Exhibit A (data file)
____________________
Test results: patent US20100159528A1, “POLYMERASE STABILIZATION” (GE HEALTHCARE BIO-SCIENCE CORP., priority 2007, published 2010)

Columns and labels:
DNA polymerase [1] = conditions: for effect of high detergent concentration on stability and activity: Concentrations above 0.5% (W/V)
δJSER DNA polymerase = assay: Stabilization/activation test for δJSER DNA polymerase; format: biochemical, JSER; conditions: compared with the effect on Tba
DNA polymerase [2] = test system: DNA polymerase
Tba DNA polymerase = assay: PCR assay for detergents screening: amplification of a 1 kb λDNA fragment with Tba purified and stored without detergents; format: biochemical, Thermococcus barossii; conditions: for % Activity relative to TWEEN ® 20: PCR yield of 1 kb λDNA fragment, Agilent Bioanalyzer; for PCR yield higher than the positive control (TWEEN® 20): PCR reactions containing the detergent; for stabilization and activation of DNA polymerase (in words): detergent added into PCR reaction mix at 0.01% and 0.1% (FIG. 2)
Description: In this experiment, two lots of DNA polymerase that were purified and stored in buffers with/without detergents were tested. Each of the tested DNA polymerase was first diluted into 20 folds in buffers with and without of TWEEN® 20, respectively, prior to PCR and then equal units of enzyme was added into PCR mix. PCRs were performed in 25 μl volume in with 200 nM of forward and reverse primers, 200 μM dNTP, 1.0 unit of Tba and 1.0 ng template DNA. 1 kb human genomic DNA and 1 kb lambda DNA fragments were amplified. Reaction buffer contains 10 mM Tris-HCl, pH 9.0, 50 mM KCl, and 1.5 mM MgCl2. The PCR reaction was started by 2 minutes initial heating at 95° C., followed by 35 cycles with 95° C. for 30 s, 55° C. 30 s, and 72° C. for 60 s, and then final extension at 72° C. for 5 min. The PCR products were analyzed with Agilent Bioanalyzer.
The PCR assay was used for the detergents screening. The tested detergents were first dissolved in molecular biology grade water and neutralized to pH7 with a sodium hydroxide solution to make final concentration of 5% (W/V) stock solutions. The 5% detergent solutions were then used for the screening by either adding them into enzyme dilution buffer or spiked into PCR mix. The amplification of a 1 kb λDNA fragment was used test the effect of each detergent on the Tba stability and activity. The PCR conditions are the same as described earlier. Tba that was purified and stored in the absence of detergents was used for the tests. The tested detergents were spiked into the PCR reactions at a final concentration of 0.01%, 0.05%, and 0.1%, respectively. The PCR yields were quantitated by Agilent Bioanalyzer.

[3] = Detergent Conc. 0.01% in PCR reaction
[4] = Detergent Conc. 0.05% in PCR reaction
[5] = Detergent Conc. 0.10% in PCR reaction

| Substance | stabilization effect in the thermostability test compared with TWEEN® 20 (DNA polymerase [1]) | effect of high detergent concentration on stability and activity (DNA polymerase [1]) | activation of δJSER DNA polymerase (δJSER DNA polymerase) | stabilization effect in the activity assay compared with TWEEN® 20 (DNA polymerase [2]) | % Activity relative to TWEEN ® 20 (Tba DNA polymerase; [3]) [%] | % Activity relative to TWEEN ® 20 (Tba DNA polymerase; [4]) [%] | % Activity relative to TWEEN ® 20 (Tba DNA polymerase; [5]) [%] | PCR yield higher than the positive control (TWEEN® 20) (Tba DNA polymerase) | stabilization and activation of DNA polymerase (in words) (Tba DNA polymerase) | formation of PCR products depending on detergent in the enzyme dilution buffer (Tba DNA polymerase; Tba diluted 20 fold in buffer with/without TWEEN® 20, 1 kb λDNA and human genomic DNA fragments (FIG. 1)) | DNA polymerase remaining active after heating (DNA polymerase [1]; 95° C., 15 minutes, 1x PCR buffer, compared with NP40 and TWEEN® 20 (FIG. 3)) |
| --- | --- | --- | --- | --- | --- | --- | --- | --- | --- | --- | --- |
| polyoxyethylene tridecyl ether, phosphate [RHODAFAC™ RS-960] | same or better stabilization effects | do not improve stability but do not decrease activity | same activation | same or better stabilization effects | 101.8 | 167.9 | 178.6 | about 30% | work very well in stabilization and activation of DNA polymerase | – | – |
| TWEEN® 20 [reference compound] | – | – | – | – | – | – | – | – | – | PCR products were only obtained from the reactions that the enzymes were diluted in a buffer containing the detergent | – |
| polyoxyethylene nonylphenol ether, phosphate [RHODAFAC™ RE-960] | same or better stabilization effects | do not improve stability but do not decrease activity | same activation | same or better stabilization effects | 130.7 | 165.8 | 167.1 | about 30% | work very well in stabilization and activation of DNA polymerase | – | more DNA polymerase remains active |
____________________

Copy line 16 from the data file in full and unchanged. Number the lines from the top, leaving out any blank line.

| polyoxyethylene nonylphenol ether, phosphate [RHODAFAC™ RE-960] | same or better stabilization effects | do not improve stability but do not decrease activity | same activation | same or better stabilization effects | 130.7 | 165.8 | 167.1 | about 30% | work very well in stabilization and activation of DNA polymerase | – | more DNA polymerase remains active |